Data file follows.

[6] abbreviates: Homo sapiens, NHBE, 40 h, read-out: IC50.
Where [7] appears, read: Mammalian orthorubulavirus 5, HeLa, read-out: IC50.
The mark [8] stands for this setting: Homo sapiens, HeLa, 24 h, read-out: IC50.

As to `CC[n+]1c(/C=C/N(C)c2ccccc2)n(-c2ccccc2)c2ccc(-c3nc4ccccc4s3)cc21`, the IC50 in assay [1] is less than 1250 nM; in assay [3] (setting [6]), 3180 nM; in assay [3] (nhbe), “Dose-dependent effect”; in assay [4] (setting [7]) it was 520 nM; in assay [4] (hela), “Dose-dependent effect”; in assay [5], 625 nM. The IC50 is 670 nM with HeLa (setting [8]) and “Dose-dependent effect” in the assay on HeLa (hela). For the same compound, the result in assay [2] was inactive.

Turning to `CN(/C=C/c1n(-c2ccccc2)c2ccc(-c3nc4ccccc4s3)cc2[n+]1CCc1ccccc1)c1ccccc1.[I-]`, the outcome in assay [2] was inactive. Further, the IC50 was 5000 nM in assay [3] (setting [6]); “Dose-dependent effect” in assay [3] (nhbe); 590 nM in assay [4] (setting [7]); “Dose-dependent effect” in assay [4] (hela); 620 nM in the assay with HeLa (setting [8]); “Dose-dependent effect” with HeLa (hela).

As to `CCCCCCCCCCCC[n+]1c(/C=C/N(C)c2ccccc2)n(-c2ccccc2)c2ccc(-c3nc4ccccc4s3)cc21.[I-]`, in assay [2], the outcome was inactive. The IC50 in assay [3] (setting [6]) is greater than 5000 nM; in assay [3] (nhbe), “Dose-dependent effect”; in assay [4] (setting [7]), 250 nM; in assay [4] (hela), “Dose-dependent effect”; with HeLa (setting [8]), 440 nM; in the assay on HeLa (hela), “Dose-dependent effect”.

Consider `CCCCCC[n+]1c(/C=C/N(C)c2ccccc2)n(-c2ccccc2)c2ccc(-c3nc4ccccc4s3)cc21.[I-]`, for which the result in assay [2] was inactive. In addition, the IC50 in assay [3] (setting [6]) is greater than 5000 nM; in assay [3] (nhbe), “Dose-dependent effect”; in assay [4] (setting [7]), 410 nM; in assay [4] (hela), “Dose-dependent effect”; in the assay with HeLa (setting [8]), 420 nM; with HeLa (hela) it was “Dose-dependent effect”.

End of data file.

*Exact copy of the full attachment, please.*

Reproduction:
[6] abbreviates: Homo sapiens, NHBE, 40 h, read-out: IC50.
Where [7] appears, read: Mammalian orthorubulavirus 5, HeLa, read-out: IC50.
The mark [8] stands for this setting: Homo sapiens, HeLa, 24 h, read-out: IC50.

As to `CC[n+]1c(/C=C/N(C)c2ccccc2)n(-c2ccccc2)c2ccc(-c3nc4ccccc4s3)cc21`, the IC50 in assay [1] is less than 1250 nM; in assay [3] (setting [6]), 3180 nM; in assay [3] (nhbe), “Dose-dependent effect”; in assay [4] (setting [7]) it was 520 nM; in assay [4] (hela), “Dose-dependent effect”; in assay [5], 625 nM. The IC50 is 670 nM with HeLa (setting [8]) and “Dose-dependent effect” in the assay on HeLa (hela). For the same compound, the result in assay [2] was inactive.

Turning to `CN(/C=C/c1n(-c2ccccc2)c2ccc(-c3nc4ccccc4s3)cc2[n+]1CCc1ccccc1)c1ccccc1.[I-]`, the outcome in assay [2] was inactive. Further, the IC50 was 5000 nM in assay [3] (setting [6]); “Dose-dependent effect” in assay [3] (nhbe); 590 nM in assay [4] (setting [7]); “Dose-dependent effect” in assay [4] (hela); 620 nM in the assay with HeLa (setting [8]); “Dose-dependent effect” with HeLa (hela).

As to `CCCCCCCCCCCC[n+]1c(/C=C/N(C)c2ccccc2)n(-c2ccccc2)c2ccc(-c3nc4ccccc4s3)cc21.[I-]`, in assay [2], the outcome was inactive. The IC50 in assay [3] (setting [6]) is greater than 5000 nM; in assay [3] (nhbe), “Dose-dependent effect”; in assay [4] (setting [7]), 250 nM; in assay [4] (hela), “Dose-dependent effect”; with HeLa (setting [8]), 440 nM; in the assay on HeLa (hela), “Dose-dependent effect”.

Consider `CCCCCC[n+]1c(/C=C/N(C)c2ccccc2)n(-c2ccccc2)c2ccc(-c3nc4ccccc4s3)cc21.[I-]`, for which the result in assay [2] was inactive. In addition, the IC50 in assay [3] (setting [6]) is greater than 5000 nM; in assay [3] (nhbe), “Dose-dependent effect”; in assay [4] (setting [7]), 410 nM; in assay [4] (hela), “Dose-dependent effect”; in the assay with HeLa (setting [8]), 420 nM; with HeLa (hela) it was “Dose-dependent effect”.